The gladiators in these Yorkshire graves were all slaves who had been imported from all corners of the Roman Empire to fight in the arena. The skeletons show that these young men were taller and had been better fed than the average person of that period, and their sword arms showed evidence of stronger muscle development than their defence arms due to all the training they were required to undertake.

Some of the skeletons were decapitated, which was a common way to despatch a defeated gladiator in the arena, others had had their skulls caved in by a heavy, blunt instrument, and one of the skeletons carried a bite mark that came from a large predator, such as a lion, leopard or bear.

These young men who fought as gladiators were revered by the public and were the popstars and footballers of their day.  But the only future that they could look forward to was a violent, bloody and painful death in front of a large crowd baying for blood.  Moreover, being slaves, they had had no choice as to whether or not they wanted to train and fight.  So although they were well fed in life, and honoured with rich grave goods in death, their lives were short, violent and brutish.

Read more on the gladiators of York

Tuesday, 1 June 2010

New Ancient Egyptian Tombs Discovered at Lahun

A group of 45 ancient Egyptian tombs has recently been discovered at Lahun, which is south of Cairo in the Fayum. There are four seperate cemeteries, one that dates back to the first and second dynasties and is composed of 14 tombs, one which dates from the Middle Kingdom containing 31 tombs, one from the New Kingdom and one from the Late Period.

One of the tombs from the first and second dynasty cemetery has been discovered almost completely intact with all its funerary equipment and a sarcophagus containing a mummy.  Many of the other tombs were also found to contain mummies still within their wooden painted sarcophagi.  One of the tombs dating to the 18th dynasty was found to have 12 painted wooden sarcophagi piled on top of one another.

Read on to find out more about the discovery of amazing new tombs at Lahun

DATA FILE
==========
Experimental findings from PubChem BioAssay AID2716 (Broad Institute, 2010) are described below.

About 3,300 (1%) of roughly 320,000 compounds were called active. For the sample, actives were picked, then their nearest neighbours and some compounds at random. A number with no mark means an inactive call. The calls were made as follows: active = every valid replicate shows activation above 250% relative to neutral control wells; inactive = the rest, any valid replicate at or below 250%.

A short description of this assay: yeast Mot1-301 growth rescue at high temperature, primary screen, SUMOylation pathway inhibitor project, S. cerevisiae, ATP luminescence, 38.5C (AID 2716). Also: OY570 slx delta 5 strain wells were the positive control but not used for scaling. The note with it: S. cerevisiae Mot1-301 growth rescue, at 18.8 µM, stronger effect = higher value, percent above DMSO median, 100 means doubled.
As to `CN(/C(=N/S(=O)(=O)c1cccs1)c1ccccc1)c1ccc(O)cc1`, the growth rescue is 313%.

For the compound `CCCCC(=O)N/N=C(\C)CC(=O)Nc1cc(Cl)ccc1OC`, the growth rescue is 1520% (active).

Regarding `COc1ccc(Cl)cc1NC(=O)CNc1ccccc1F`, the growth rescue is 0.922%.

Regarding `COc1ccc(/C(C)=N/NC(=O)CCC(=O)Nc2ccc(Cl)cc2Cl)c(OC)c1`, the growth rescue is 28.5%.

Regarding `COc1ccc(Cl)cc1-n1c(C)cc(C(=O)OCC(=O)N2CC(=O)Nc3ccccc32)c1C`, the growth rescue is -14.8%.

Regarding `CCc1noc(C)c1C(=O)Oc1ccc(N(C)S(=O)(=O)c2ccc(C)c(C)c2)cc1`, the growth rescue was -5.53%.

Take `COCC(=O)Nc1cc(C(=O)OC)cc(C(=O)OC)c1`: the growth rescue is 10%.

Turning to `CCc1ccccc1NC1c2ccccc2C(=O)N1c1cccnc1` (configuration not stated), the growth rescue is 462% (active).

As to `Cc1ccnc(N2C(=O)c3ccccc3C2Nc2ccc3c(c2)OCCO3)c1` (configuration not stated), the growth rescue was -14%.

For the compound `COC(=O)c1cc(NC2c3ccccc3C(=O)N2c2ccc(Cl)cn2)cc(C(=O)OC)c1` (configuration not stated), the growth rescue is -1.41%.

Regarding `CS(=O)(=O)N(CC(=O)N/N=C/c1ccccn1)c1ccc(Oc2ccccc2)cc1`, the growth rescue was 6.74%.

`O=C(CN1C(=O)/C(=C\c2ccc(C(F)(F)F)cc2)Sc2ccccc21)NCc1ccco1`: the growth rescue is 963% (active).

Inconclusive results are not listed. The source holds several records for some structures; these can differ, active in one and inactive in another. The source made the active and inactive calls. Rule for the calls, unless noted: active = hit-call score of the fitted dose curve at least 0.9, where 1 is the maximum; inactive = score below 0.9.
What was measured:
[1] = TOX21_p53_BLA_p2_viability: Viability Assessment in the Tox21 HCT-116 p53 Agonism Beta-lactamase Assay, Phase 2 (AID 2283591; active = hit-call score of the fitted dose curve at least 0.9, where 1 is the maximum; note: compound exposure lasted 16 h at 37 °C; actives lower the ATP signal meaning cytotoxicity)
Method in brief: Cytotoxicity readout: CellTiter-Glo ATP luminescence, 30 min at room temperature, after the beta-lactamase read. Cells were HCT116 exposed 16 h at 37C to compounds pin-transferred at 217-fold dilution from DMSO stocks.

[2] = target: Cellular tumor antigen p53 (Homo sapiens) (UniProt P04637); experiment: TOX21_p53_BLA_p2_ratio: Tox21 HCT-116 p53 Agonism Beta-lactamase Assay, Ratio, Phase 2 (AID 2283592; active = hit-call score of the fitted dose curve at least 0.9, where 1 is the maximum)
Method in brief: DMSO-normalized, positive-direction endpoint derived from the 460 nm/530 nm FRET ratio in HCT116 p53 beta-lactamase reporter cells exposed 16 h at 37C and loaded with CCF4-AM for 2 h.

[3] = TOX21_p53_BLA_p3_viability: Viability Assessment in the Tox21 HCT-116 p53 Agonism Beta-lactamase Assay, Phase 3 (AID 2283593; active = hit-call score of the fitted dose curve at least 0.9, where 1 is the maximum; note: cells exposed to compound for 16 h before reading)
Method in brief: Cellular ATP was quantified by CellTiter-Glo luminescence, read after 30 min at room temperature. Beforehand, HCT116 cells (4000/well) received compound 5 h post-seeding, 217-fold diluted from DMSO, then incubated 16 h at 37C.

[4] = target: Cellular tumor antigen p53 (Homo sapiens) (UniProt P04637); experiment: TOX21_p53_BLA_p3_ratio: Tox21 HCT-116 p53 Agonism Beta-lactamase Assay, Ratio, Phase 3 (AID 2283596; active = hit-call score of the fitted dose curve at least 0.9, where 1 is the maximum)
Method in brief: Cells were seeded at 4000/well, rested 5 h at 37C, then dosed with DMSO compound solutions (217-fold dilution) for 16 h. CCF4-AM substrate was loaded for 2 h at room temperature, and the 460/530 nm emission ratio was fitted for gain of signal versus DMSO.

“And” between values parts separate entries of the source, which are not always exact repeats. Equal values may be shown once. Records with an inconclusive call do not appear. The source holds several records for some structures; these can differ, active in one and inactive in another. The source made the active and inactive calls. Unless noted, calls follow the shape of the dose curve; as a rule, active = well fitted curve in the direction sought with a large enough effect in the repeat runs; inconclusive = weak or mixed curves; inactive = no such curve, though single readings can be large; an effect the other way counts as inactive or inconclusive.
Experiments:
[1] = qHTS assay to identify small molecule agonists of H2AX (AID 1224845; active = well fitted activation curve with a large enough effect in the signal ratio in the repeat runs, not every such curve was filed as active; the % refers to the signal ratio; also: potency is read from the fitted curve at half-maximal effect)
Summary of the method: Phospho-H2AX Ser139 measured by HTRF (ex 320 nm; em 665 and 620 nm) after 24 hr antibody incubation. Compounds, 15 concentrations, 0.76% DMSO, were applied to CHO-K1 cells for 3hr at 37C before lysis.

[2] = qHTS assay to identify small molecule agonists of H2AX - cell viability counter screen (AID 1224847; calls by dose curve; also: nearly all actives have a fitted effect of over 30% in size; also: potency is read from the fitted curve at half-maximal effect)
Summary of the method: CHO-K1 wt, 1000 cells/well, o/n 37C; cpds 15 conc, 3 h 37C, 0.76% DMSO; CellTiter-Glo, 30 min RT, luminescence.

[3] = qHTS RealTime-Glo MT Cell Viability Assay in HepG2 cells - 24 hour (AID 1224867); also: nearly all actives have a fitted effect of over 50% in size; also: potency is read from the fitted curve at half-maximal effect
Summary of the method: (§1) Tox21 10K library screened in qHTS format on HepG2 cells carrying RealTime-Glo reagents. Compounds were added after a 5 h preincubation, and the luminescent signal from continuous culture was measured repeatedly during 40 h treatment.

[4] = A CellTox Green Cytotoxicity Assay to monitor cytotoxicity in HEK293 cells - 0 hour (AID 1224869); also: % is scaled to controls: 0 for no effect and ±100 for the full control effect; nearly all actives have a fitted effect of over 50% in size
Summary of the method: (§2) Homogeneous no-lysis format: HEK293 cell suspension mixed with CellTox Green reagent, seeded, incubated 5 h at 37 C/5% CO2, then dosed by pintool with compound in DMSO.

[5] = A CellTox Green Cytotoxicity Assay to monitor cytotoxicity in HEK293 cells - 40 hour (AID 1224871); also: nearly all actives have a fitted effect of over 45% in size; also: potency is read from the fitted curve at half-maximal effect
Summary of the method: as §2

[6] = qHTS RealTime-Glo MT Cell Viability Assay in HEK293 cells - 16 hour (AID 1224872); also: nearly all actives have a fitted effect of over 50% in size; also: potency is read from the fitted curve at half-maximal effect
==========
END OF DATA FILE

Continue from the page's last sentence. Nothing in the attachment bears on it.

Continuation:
Thursday, 13 May 2010

Korean Mummy Discovered Complete with Handbag!

To prove that designer handbags are not just a modern phenomenon, a 500 year old mummy has been discovered in South Korea complete with a handbag!  Although more commonly associated with Ancient Egypt, people were commonly mummified in Korea and took their treasured possessions to the grave with them.  The mummy of this Korean lady was found in an industrial complex site in Osan, south of Seoul, and she is believed to have been the wife of a senior official during the Joseon Dynasty in the 16th century. She was buried with her favourite satchel, clothes and ornaments.

The mummification process was different in Korea to that which was practised in Ancient Egypt.  The Korean method relied on natural mummification where the body was placed in a type of tomb called a hoegyeok in a double-sided coffin that was covered with a limestone mixture.  This completely sealed off the body from air and moisture and the body dried out naturally.

Read the whole article on the Korean mummy and her handbag

Monday, 3 May 2010

Could Woolly Mammoths Walk The Earth Again?

Could woolly mammoths soon be walking on this planet again for the first time in around 10,000 years?  Scientists have been conducting a Jurassic Park-style experiment to extract DNA from a frozen woolly mammoth.  From this experiment they were able to reproduce the blood of this massive elephant-like creature with a thick, shaggy coat, and discovered that it contained a kind of anti-freeze that helped to keep the creatures warm in the blisteringly cold winters of the Ice Age.

The scientists believe that the technique that they have used could help to recreate proteins and body parts from other extincts animals, but being able to recreate a single protein from an animal from the Ice Age does not mean that they are yet able to create a whole, live animal.

Read the whole article on woolly mammoths and how woolly mammoths may be brought back from the dead

Friday, 23 April 2010

We May All Be A Little Bit Neanderthal After All

A major new DNA study shows that we may all be carrying a few Neanderthal genes in our makeup. Neanderthals vanished off the face of the earth around 25,000 years ago, and the reasons why they disappeared has been a cause of major controversy between scientists.  Theories about why they disappeared range from climate change, to competition for food and resources, to being absorbed into the modern human population even through to the modern human population killing off the Neanderthal population.